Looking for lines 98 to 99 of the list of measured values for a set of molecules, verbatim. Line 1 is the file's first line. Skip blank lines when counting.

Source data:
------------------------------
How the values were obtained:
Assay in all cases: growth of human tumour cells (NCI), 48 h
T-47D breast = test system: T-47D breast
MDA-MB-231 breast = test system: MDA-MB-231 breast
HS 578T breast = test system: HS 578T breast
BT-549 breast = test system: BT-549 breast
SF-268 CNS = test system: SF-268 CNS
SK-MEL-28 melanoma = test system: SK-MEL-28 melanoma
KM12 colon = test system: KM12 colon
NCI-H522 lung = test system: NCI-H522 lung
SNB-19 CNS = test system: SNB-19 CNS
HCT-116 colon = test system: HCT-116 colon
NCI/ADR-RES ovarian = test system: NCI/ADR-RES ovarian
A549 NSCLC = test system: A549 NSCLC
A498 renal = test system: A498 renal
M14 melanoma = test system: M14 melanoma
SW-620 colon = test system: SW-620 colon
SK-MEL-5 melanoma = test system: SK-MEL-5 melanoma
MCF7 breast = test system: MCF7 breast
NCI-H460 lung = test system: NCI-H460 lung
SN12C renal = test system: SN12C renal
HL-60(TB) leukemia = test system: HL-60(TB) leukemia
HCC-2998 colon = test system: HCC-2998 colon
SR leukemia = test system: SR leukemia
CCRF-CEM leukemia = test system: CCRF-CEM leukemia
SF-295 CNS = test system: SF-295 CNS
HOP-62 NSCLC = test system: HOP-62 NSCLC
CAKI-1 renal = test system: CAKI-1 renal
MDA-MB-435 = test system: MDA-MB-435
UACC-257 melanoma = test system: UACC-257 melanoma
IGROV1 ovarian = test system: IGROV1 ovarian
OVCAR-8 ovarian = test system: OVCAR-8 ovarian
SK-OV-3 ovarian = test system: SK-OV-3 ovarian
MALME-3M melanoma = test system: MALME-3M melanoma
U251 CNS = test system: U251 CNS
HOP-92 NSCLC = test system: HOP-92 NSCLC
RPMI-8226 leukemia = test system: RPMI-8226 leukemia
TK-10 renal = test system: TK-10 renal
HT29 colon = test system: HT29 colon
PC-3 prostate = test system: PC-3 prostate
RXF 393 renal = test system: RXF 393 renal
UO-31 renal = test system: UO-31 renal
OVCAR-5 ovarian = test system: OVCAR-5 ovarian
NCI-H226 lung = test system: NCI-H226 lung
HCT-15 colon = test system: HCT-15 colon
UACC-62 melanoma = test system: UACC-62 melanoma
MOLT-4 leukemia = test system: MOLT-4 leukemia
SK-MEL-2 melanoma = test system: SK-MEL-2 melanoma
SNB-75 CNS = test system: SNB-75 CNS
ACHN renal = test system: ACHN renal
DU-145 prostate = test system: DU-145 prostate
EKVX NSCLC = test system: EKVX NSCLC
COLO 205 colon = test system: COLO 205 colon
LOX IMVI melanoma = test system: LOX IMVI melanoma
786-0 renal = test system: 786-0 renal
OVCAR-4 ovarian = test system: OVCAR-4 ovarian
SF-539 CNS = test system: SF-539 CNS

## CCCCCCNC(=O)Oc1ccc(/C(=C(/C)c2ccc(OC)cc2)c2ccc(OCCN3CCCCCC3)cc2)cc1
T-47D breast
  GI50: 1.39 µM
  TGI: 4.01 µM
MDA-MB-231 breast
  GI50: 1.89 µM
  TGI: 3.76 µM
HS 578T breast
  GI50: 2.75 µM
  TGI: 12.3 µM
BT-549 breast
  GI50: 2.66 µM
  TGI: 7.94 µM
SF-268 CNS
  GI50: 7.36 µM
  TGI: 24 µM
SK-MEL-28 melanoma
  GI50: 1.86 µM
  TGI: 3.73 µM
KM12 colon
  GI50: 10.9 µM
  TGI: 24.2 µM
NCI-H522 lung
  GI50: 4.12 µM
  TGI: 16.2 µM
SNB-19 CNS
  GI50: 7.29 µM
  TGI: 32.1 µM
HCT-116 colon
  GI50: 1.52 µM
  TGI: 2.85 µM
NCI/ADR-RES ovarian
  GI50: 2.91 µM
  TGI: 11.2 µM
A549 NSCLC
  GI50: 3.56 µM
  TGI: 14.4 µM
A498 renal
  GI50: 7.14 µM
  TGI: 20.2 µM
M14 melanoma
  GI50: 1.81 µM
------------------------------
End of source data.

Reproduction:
M14 melanoma
  GI50: 1.81 µM